Saturday, February 2, 2008

Vegetables with Korean Style Noodles (Chap Chae)

I have a Korean acquaintance who was recently telling me that he wanted to eat more vegetarian meals, but that traditional Korean cuisine was tough to make vegetarian.

"Nonsense", I said. "Any cuisine can be made vegetarian." Yerp. If you can make German vegetarian dishes (and I've done it), you can do anything, right?

Ok, ok... I found out it's a little tough. Korean vegetarian cuisine is indeed a bit sparce. But I love a good challenge, and I'll be posting Korean vegetarian recipes over the coming weeks, as I find good Korean dishes that work well with meat substitutes (or just without meat, period).

Here's my first offering in the Korean vegetarian recipes category - Vegetables with Korean Style Noodles:

6 oz bean thread noodles (also called glass noodles or mung bean noo)
1/4 cup rice wine
1/4 cup soy sauce or tamari
1 tbsp sesame oil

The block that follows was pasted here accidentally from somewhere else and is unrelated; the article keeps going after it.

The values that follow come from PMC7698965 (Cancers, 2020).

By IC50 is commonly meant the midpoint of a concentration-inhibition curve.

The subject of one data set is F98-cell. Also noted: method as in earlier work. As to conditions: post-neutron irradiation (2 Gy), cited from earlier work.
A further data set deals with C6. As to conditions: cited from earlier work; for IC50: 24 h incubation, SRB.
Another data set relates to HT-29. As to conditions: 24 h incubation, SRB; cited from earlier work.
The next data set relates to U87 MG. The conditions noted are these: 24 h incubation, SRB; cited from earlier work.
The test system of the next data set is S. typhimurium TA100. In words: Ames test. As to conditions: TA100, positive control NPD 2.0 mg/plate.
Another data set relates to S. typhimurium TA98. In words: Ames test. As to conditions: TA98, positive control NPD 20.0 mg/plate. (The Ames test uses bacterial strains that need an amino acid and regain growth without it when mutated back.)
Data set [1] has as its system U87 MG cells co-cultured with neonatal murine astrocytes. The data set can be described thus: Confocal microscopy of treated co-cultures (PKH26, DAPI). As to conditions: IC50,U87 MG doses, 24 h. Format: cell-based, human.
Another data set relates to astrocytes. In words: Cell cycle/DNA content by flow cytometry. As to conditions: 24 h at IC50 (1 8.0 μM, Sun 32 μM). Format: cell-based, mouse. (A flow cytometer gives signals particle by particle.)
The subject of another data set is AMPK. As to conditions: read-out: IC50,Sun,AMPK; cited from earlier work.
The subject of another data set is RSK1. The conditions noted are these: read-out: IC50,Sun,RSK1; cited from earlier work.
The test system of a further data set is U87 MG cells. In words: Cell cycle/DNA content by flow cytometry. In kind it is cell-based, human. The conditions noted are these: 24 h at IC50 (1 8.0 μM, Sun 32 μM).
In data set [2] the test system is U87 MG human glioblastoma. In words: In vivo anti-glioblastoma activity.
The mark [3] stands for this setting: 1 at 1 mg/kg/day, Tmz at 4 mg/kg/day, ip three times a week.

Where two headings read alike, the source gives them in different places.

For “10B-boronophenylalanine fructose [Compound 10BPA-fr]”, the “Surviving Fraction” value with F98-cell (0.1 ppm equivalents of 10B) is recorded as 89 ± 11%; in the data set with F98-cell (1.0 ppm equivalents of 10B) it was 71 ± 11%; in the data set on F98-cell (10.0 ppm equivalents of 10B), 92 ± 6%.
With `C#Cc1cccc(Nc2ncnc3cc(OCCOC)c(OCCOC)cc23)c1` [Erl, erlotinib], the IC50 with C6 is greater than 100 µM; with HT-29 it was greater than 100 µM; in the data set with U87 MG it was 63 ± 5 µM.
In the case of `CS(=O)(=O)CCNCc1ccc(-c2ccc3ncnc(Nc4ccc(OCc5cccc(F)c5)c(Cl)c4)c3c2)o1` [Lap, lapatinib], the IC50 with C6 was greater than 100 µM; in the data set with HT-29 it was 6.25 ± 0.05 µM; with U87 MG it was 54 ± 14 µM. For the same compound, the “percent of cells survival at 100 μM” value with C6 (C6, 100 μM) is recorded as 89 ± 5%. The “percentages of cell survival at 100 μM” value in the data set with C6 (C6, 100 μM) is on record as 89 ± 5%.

2 cloves garlic, chopped
3 tbsp sugar
1 tsp hot Korean style chili paste
4 cups chopped fresh spinach
1 large onion, sliced
2 large carrots, cut into 2 inch strips
8 oz shiitake or white mushrooms, sliced

Soak noodles in warm water for 10 minutes to soften, then cook in boiling water for 2 minutes. Drain and rinse with cool water.

Combine sesame soy sauce or tamari, rice wine, garlic, sugar, and chili paste.

Cook onion, carrots, mushrooms, and spinach in a medium pan with sesame oil until tender. Pour soy sauce mixture over vegetables, lower temperature and simmer for an additional 2 to 3 minutes.

Serve vegetables over bean thread noodles.


I've found a few recipes for chap chae that call for 1/2 cup or more of tamari or soy sauce. I cut the soy sauce in half and used rice wine to make up the liquid - this takes out quite a bit of sodium. If you wanted to cut out even more sodium, you could use 1/2 cup of rice wine while cooking, and then sprinkle tamari over the vegetables just before serving.

I'm often guilty of placing healthy and quick cooking over authenticity - I try to come up with recipes that are as authentic as possible, while making them healthier and easier to make than the original recipes. That said, I'm told that the authentic Korean version of this recipe would call for dang myun, which is a noodle made with sweet potato starch.

Look, I'm just some hippie from Ohio. Maybe you can find dang myun in your neck of the woods, but I certainly can't come up with it here.

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